There are two fundamental aspects to Quaker faith. First, Friends believe that all people are capable of directly experiencing the divine nature of the universe—which is known by many names, God or the Holy Spirit or simply Spirit being among the most common. You don’t need a priest or any other kind of spiritual intercessor; you don’t need to perform any kind of ritual. When you need to hear from God, you will. When Spirit has a message for you to share, you should share it.
That leads us to the second key principle, our belief in continued revelation. In the Hebrew Bible and the New Testament, we read many stories of God communicating directly with people. Friends believe God’s revelations have never stopped, and that God might reach out to any one of us at any time. When Quakers come together to meet for silent worship, we participate in a shared space in which we strive to become better able, and help each other become better able, to recognize such divine messages. (We’ll have more to say about exactly what happens at Quaker meetings a few questions further in.)
Beyond that, the Religious Society of Friends doesn’t hold much stock in religious dogma. We don’t require you to affirm any specific beliefs about the “right” way to experience contact with the divine, and we don’t require you to believe anything in particular about God—including, as you’ll see, the name “God.” Each of us has our own relationship with divinity; other people’s accounts of their revelation experiences can help us better recognize and understand our own, when Spirit comes to us, but these experiences are, ultimately, unique to each person.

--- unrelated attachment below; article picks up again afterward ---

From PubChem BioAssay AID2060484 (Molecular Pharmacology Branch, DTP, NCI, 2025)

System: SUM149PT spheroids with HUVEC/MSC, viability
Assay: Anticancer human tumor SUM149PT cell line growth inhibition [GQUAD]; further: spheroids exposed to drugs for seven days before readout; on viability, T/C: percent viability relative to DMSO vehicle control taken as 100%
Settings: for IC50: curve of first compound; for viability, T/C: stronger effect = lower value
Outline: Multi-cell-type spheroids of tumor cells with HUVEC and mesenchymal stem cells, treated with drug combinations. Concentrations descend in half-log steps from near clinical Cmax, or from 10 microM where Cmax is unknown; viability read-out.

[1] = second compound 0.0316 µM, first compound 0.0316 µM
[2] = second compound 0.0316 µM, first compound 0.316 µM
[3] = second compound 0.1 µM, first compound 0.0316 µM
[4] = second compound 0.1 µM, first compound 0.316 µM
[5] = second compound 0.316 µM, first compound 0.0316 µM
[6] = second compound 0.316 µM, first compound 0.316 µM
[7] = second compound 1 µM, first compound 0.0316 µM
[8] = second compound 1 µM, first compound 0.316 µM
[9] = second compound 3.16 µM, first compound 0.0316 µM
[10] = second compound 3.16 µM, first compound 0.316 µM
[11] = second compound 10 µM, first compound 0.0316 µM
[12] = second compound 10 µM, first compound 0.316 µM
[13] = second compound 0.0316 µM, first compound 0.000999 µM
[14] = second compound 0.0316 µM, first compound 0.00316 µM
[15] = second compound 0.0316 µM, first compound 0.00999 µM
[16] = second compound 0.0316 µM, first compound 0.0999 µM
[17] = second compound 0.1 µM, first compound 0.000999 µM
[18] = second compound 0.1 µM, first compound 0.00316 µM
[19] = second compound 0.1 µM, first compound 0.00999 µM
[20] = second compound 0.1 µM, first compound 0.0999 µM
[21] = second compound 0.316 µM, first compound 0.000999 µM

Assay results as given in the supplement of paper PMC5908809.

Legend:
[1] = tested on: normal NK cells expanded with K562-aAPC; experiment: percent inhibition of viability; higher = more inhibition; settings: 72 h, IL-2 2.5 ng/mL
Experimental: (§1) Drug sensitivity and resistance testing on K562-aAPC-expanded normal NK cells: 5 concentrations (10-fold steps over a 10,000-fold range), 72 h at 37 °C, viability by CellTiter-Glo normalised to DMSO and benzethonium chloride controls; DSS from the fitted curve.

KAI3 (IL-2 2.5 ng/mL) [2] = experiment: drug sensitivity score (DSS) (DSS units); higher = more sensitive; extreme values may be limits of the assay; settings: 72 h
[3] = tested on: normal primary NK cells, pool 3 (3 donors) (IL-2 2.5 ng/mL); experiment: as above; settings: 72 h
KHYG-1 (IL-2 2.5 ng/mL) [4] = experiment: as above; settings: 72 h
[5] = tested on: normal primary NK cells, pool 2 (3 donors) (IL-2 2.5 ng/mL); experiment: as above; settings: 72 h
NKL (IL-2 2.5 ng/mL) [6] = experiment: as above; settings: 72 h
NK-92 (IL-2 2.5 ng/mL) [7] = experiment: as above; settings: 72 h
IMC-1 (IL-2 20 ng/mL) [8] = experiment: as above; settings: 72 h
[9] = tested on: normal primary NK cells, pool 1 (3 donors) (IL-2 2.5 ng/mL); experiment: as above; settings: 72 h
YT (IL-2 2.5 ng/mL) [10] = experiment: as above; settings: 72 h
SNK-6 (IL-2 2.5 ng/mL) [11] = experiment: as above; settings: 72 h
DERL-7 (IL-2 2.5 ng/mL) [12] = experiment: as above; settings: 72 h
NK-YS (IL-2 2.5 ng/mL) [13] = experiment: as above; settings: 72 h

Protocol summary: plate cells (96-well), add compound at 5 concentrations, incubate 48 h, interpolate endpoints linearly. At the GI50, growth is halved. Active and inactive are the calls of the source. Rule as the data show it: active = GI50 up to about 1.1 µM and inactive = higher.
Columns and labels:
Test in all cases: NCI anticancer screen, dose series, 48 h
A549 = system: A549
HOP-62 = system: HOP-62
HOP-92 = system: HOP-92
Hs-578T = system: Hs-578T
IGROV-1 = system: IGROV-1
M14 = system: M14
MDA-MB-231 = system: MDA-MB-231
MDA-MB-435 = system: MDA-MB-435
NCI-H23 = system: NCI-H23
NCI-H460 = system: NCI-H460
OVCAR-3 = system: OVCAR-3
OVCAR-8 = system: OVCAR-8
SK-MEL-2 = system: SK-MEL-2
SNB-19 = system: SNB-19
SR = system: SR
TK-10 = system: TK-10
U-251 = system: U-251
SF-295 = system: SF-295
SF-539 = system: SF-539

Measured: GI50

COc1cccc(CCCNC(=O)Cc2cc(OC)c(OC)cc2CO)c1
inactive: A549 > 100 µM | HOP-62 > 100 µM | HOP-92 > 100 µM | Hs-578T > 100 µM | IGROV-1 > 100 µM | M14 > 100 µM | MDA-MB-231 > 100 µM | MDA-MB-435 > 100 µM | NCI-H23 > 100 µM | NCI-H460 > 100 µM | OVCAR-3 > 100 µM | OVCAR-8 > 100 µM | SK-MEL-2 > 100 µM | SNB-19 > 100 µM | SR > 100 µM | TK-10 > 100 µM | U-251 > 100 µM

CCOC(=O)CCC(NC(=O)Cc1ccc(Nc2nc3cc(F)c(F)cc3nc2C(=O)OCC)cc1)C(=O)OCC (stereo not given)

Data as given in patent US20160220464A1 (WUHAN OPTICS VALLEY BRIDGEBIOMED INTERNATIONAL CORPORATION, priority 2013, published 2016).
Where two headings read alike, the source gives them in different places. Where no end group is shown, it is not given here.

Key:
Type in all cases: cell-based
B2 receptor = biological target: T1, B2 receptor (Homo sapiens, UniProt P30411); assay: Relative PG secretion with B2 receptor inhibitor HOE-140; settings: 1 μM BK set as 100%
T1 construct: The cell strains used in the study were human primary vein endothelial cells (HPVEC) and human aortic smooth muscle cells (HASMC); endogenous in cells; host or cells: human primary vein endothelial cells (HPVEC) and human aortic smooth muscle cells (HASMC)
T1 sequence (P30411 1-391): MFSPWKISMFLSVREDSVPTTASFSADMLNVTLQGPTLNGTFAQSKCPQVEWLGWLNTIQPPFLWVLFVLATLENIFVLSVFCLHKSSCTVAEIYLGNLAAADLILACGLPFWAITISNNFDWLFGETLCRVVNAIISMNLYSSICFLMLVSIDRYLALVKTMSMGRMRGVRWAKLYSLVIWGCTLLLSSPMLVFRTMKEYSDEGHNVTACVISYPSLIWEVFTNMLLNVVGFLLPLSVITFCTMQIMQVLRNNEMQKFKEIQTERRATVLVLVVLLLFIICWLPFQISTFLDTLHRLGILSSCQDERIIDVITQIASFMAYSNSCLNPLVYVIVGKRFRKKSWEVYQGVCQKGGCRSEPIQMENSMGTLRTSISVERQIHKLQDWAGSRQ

“A Quaker is someone who is seeking to be faithful to the deepest truth that we can encounter, to be guided to that truth by the guidance of the Holy Spirit, by the presence of God in our lives, and by the understanding that that’s a real experience that we can encounter.”